Turks are divided over the Prime Minister Recep Tayyip Erdogan, according to a new poll conducted by the US think tank Pew Research Center ahead of the country’s first presidential elections.
The survey, carried out in April and May, found a majority of 51 per cent dissatisfied with the direction of the country with only 44 per cent satisfied and an even split on the question of whether Erdogan’s influence has been good or bad with 48 per cent of Turk’s taking either side.
By Anthony Skinner of Maplecroft
Even before the disaster of Tuesday’s explosion at a mine in western Turkey, questions were being raised about the future of prime minister Recep Tayyip Erdogan. It is yet another example of the volatility that seems to be perpetual in the country.
In recent months, the lira has gone from being one of the worst performing currencies in the world to one of the best. Many investors were reassured by the victory at March’s municipal elections of Erdogan’s centre-right Justice and Development Party (AKP), in the midst of a battle for influence and power with the moderate Islamist Gulen movement.
Let bygones be bygones
So, how are the seemingly vexed relations between Turkey’s government and the country’s biggest company, Koc Holding? Not as bad as all that, according to Mustafa Koc, the man who heads the family-controlled conglomerate.
By Anthony Skinner of Maplecroft
Previously respected for his political vision and acute instincts, Turkish Prime Minister Recep Tayyip Erdogan may increasingly become a liability for his ruling Islamist Justice and Development Party (AKP). The premier’s campaign to quash dissent in civil society and the business community, his righteous criticism of EU and fellow NATO allies, and impressive array of conspiracy theories are a big concern.
Listen to recent speeches by Turkish prime minister Recep Tayyip Erdogan and one thing becomes immediately apparent: he is not short of opponents. Or rather, his perception is that he is not short of opponents, and he’s equally unafraid of naming them.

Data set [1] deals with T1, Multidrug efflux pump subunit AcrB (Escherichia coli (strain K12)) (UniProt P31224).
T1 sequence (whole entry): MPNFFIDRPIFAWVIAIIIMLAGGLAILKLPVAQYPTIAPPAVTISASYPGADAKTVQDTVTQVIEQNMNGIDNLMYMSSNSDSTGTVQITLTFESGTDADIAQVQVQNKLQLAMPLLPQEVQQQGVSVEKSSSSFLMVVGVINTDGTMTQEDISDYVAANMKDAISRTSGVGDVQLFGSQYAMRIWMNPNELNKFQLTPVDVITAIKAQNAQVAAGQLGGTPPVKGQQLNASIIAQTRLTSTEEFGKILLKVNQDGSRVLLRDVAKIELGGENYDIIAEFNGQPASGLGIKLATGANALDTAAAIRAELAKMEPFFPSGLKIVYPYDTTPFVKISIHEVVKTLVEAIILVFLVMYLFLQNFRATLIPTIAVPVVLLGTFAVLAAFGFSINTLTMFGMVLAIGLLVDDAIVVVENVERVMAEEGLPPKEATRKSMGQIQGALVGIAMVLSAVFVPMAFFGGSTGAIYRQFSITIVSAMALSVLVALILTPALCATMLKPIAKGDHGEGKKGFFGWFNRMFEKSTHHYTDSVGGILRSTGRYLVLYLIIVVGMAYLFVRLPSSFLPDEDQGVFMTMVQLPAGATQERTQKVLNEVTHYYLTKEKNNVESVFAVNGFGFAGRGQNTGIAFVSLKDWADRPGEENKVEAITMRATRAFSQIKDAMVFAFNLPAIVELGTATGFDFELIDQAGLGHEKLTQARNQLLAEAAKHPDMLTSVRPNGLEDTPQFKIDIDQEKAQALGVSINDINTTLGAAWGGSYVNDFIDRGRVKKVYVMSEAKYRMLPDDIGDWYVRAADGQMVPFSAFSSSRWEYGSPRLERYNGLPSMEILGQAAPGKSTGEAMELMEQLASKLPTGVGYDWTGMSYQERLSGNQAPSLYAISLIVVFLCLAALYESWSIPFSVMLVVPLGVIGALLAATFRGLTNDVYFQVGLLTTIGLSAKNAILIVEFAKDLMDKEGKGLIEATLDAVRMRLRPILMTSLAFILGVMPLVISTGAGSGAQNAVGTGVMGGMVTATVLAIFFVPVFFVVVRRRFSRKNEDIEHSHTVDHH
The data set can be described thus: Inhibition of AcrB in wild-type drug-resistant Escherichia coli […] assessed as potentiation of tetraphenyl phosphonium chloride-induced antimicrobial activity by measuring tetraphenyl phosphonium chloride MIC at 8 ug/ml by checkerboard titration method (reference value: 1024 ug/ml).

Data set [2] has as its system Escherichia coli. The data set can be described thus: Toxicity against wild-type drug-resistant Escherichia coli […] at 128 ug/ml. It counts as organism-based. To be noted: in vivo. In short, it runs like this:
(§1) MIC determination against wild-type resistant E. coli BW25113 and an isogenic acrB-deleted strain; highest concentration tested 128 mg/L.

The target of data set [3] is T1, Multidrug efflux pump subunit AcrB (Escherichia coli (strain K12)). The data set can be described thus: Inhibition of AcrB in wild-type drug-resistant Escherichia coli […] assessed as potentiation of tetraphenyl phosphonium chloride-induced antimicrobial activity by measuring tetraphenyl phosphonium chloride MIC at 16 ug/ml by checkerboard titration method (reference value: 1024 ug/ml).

Having spent much of the past six weeks blaming the international media, international plots and the mysterious and previously unknown “international interest rate lobby” for the widespread anti-government demonstrations over the past six weeks, he has now chosen to target Turkey’s own domestic credit sector.
By a curious coincidence, the Istanbul Stock Exchange’s Monday opening was delayed by an hour just as investors were steeling themselves for another torrid day.
Just as conspiracy theorists were wondering whether it might be the first attack in the assault on “speculators” promised by premier Recep Tayyip Erdogan, officials announced it was all due to “a technical problem” with index calculation.
However, any relief was short-lived. The BIST 100 opened 2.4 per cent down and still trading 1.8 per cent lower an hour later. Meanwhile the lira fell more than 1 per cent against the dollar.
Supporters cheer premier Erdogan on his return
By Taha Ozhan of Seta
Taksim is one of the least visually attractive squares in Turkey. A group of critics had been vocal, for some time, about their opposition to the renovation plan of the square. The plan was accepted unanimously at the city council receiving the support of all of the opposition parties. But critics continue to demand that Gezi Park in Taksim Square be left untouched.